Recently, a ransomware attack forced the Los Angeles Unified School District to shut down its computer systems. A Russian-speaking group called Vice Society claimed responsibility for the attack. The LAUSD immediately issued a district-wide password reset for all 540,000 students and 70,000 employees.
Students' growing habit of bringing mobile devices into the classroom raises security concerns. Their generally low awareness of information security threats also contributes to the problem.
It’s vital to take all essential protective measures to ensure your safety while using the Internet. Do these five things:
Keep Your Devices Close
Everyone in the room can access your computer when you share a common area with hundreds of students.
Imagine the campus like any public space, such as an airport or coffee shop. Put your computer in a secure location but within easy reach. Don't set it down on a desk or forget about it. Keep your lock screen password-protected and the passcode secret.
Use Secure Passwords
Strong passwords can withstand dictionary and brute-force attacks. Use the most secure password combination you can create. Make it as long and complex as your school's IT administrator allows.
Using a different password for each of your online accounts is also essential. Cybercriminals can access all your accounts if you don't use unique login credentials.
But it's tricky to keep track of a secure password for every account you own.
To solve this problem, you can use a password manager. Password managers can generate and store secure passwords on your behalf. Safeguard the password manager with a strong password and two-factor authentication (2FA).
Two-factor authentication is an absolute must. It's an added layer of defense for your social media and school-related accounts. 2FA can involve a push notification, an app-generated code, or a physical key to verify your identity besides your login credentials. Take advantage of this security measure whenever and wherever possible.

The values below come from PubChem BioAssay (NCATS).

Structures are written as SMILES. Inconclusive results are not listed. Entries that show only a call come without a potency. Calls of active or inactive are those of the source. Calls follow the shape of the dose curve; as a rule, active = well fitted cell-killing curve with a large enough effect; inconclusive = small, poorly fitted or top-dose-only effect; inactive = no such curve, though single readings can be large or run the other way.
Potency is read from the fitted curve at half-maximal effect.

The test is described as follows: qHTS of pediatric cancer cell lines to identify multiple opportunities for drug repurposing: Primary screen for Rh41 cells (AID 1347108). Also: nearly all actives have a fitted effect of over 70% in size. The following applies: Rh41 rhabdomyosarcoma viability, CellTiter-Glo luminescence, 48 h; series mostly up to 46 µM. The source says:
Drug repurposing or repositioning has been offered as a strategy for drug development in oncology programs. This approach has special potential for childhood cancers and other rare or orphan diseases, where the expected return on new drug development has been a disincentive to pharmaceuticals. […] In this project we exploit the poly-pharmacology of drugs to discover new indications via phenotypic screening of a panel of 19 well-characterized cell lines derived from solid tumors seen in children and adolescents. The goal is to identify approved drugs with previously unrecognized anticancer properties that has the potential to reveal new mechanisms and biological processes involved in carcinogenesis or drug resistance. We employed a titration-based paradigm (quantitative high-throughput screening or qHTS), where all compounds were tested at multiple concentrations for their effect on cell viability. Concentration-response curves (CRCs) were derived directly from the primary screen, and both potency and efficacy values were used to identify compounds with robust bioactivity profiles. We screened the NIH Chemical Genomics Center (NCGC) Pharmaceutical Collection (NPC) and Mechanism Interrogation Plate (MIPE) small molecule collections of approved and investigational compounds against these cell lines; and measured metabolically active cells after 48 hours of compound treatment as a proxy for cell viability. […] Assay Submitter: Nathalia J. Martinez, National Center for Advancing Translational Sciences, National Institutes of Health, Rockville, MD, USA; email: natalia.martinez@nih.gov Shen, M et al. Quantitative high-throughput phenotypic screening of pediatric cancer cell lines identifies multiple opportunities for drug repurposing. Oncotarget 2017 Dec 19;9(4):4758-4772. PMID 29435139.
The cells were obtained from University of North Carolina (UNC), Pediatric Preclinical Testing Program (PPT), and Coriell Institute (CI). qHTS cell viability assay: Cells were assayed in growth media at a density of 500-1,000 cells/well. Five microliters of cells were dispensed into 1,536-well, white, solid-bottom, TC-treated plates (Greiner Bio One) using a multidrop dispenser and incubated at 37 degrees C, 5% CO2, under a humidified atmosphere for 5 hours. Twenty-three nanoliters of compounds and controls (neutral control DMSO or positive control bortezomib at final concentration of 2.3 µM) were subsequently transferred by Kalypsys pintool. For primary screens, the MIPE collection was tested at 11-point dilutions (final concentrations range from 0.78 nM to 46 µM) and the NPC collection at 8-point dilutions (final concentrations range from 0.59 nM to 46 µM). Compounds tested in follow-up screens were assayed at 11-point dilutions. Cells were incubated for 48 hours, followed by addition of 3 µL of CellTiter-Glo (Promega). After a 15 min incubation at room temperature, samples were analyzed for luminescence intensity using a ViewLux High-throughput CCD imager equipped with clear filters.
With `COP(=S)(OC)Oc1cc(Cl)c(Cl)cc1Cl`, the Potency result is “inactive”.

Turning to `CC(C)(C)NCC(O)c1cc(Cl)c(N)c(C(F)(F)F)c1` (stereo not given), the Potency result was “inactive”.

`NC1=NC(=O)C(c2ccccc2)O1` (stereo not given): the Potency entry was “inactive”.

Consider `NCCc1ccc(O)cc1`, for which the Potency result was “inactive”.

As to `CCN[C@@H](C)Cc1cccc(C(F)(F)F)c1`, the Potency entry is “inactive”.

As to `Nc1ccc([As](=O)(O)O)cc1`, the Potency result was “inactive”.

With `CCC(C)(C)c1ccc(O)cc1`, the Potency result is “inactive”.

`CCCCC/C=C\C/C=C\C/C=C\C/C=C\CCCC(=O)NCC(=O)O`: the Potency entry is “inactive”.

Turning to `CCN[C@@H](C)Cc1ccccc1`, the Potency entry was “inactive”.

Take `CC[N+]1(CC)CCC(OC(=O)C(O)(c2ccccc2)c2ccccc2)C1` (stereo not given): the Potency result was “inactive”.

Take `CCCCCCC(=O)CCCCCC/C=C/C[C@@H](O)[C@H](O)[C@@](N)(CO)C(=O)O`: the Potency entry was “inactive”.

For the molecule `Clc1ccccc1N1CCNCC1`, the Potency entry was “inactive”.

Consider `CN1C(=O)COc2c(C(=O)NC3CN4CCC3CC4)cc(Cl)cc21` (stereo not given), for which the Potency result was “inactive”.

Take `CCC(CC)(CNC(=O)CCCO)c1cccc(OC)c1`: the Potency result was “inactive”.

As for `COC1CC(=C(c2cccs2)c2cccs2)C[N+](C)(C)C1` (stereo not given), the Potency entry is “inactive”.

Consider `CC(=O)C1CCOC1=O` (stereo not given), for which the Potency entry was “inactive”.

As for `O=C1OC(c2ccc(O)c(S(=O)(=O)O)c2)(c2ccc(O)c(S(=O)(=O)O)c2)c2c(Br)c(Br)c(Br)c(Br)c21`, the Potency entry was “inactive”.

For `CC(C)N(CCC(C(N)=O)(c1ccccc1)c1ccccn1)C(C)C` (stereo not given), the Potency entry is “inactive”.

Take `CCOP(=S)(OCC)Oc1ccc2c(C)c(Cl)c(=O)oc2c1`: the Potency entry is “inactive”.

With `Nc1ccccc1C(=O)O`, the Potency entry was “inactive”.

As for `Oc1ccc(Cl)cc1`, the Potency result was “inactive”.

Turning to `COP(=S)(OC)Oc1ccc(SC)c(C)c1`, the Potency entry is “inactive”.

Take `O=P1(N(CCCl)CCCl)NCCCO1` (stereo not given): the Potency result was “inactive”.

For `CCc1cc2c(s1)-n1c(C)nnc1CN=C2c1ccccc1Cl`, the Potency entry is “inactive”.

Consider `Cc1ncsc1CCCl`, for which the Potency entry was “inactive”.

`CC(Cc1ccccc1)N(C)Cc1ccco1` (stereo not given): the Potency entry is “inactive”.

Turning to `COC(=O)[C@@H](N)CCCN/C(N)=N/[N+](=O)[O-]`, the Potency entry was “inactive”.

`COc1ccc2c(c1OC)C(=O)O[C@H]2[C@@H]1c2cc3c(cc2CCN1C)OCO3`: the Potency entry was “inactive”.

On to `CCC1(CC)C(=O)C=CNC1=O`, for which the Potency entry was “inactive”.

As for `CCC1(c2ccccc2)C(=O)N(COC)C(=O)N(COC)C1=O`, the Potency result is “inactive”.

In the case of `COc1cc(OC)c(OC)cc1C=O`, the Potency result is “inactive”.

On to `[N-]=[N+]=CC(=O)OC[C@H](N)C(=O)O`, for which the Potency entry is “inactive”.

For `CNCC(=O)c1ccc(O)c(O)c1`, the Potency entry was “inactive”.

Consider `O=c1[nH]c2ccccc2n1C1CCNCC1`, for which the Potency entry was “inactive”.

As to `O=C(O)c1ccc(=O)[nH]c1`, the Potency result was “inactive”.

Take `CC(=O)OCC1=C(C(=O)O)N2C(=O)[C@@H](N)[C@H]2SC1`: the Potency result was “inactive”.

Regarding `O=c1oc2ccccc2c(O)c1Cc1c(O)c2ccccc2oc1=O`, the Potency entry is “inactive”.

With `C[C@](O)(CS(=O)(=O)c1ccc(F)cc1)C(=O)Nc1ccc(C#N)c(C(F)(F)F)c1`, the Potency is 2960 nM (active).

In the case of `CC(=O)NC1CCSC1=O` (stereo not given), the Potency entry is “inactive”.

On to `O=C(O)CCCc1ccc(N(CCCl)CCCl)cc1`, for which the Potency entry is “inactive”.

Don't Click on Random Links or Open Random Attachments
Cybercriminals will attempt to steal your personal information, like passwords and bank accounts. They do this by creating fake websites that look like the real thing. Hackers often pose as legitimate businesses or friends and send you a bogus message containing a link to a phishing website.
While email is the typical vector for phishing and malware tactics, it is not the only place to be wary. It's prevalent online, including social media, texting, chatting, and gaming sites.
Remember to exercise caution when opening an attachment or clicking on a link. If you receive a random link or attachment, you should always double-check. Contact the sender through a different channel than they used to send the message to you. Click or open attachments only when you're sure it is legitimate and not a phishing link.
Be Careful about What You Share Online
Keep your comments to a minimum. You shouldn't share information about yourself or your school on social media. Take care with how much access you give apps, and ask yourself if you need to give your location to an app.
It's also important to exercise caution before sending personal photos to anyone. You should consider how you'd feel if your sensitive photo or information gets shared with the public.
Always Create a Backup of Your Data
In light of the frequency of ransomware infections, making regular backups of your files is crucial. In ransomware attacks, criminals can gain remote access and lock your computer. They will demand payment from you in exchange for the stolen data.
Always keep a recent copy of your data in a safe location. It can be a cloud storage service or on an external hard drive. This measure ensures you won't lose any essential data in a ransomware attack.
Safeguard Your Devices with a Password
Your school may already be doing its best to protect your most sensitive information. But you should take precautions as well. Start by securing your mobile devices before bringing them to class. Ensure that your device requires a password before anyone can access it.
Remember that the cloud's level of safety depends on you, the user. If you store files in the cloud, enable security mechanisms, such as passwords and 2FA.
Like many other government organizations, school districts are likely to use outdated technology. They often have limited resources in their IT departments. And because of a lack of cybersecurity training, personnel might compromise sensitive information.
Schools must take preventative cybersecurity measures. Administrators must instruct the staff and students to use robust passwords.
But you don't have to wait for school officials' instructions. Start protecting yourself now with these tips to secure your computer as a student.